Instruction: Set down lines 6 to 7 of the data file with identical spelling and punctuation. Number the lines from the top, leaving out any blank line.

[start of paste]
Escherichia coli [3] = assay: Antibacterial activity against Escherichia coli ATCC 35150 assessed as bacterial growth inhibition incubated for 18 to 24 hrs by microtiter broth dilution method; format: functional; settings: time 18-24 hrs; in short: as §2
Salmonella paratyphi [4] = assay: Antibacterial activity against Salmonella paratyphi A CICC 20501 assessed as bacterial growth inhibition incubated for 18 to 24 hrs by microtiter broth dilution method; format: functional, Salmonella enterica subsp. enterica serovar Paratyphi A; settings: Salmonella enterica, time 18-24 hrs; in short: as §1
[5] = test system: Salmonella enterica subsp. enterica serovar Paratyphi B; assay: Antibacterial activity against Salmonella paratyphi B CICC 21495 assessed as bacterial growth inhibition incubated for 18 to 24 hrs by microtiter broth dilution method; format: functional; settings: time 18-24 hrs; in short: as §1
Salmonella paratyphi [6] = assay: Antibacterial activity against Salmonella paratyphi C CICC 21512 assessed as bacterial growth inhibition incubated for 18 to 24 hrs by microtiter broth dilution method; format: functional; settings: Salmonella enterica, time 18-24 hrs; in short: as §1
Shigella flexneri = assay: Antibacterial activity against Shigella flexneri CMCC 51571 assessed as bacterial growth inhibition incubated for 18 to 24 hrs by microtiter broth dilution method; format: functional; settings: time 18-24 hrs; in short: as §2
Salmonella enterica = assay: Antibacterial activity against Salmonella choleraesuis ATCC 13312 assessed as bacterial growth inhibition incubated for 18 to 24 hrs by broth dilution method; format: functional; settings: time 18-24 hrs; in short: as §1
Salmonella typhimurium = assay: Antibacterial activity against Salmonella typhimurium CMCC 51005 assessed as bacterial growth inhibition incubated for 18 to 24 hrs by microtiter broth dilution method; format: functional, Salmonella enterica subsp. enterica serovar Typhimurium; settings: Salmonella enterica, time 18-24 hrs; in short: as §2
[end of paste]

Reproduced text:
Salmonella enterica = assay: Antibacterial activity against Salmonella choleraesuis ATCC 13312 assessed as bacterial growth inhibition incubated for 18 to 24 hrs by broth dilution method; format: functional; settings: time 18-24 hrs; in short: as §1
Salmonella typhimurium = assay: Antibacterial activity against Salmonella typhimurium CMCC 51005 assessed as bacterial growth inhibition incubated for 18 to 24 hrs by microtiter broth dilution method; format: functional, Salmonella enterica subsp. enterica serovar Typhimurium; settings: Salmonella enterica, time 18-24 hrs; in short: as §2